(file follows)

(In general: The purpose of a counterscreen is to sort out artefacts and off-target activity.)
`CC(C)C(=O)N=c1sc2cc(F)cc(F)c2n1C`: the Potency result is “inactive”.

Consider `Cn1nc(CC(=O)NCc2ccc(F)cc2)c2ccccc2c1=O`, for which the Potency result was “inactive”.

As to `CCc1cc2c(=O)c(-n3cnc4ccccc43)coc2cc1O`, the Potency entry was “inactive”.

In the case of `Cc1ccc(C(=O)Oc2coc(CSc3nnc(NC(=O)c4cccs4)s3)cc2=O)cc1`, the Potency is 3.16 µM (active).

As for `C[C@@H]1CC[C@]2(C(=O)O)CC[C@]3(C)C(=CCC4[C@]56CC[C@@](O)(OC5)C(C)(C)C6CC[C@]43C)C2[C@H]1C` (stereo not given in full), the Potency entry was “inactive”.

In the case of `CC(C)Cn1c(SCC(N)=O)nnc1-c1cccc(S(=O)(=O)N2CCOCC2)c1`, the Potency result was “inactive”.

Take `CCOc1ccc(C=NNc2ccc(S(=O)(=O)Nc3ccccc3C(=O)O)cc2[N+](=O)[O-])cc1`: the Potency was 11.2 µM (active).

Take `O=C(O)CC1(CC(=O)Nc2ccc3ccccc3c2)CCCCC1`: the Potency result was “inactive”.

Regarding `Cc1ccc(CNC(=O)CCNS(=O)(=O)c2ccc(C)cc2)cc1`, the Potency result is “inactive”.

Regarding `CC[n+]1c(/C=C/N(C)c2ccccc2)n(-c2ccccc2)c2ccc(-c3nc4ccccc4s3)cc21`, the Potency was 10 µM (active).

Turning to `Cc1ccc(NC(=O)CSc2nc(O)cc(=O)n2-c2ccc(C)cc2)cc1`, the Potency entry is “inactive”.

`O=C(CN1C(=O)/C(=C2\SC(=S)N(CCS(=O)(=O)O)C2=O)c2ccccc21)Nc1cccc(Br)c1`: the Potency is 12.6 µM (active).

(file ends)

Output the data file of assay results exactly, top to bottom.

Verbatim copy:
(In general: The purpose of a counterscreen is to sort out artefacts and off-target activity.)
`CC(C)C(=O)N=c1sc2cc(F)cc(F)c2n1C`: the Potency result is “inactive”.

Consider `Cn1nc(CC(=O)NCc2ccc(F)cc2)c2ccccc2c1=O`, for which the Potency result was “inactive”.

As to `CCc1cc2c(=O)c(-n3cnc4ccccc43)coc2cc1O`, the Potency entry was “inactive”.

In the case of `Cc1ccc(C(=O)Oc2coc(CSc3nnc(NC(=O)c4cccs4)s3)cc2=O)cc1`, the Potency is 3.16 µM (active).

As for `C[C@@H]1CC[C@]2(C(=O)O)CC[C@]3(C)C(=CCC4[C@]56CC[C@@](O)(OC5)C(C)(C)C6CC[C@]43C)C2[C@H]1C` (stereo not given in full), the Potency entry was “inactive”.

In the case of `CC(C)Cn1c(SCC(N)=O)nnc1-c1cccc(S(=O)(=O)N2CCOCC2)c1`, the Potency result was “inactive”.

Take `CCOc1ccc(C=NNc2ccc(S(=O)(=O)Nc3ccccc3C(=O)O)cc2[N+](=O)[O-])cc1`: the Potency was 11.2 µM (active).

Take `O=C(O)CC1(CC(=O)Nc2ccc3ccccc3c2)CCCCC1`: the Potency result was “inactive”.

Regarding `Cc1ccc(CNC(=O)CCNS(=O)(=O)c2ccc(C)cc2)cc1`, the Potency result is “inactive”.

Regarding `CC[n+]1c(/C=C/N(C)c2ccccc2)n(-c2ccccc2)c2ccc(-c3nc4ccccc4s3)cc21`, the Potency was 10 µM (active).

Turning to `Cc1ccc(NC(=O)CSc2nc(O)cc(=O)n2-c2ccc(C)cc2)cc1`, the Potency entry is “inactive”.

`O=C(CN1C(=O)/C(=C2\SC(=S)N(CCS(=O)(=O)O)C2=O)c2ccccc21)Nc1cccc(Br)c1`: the Potency is 12.6 µM (active).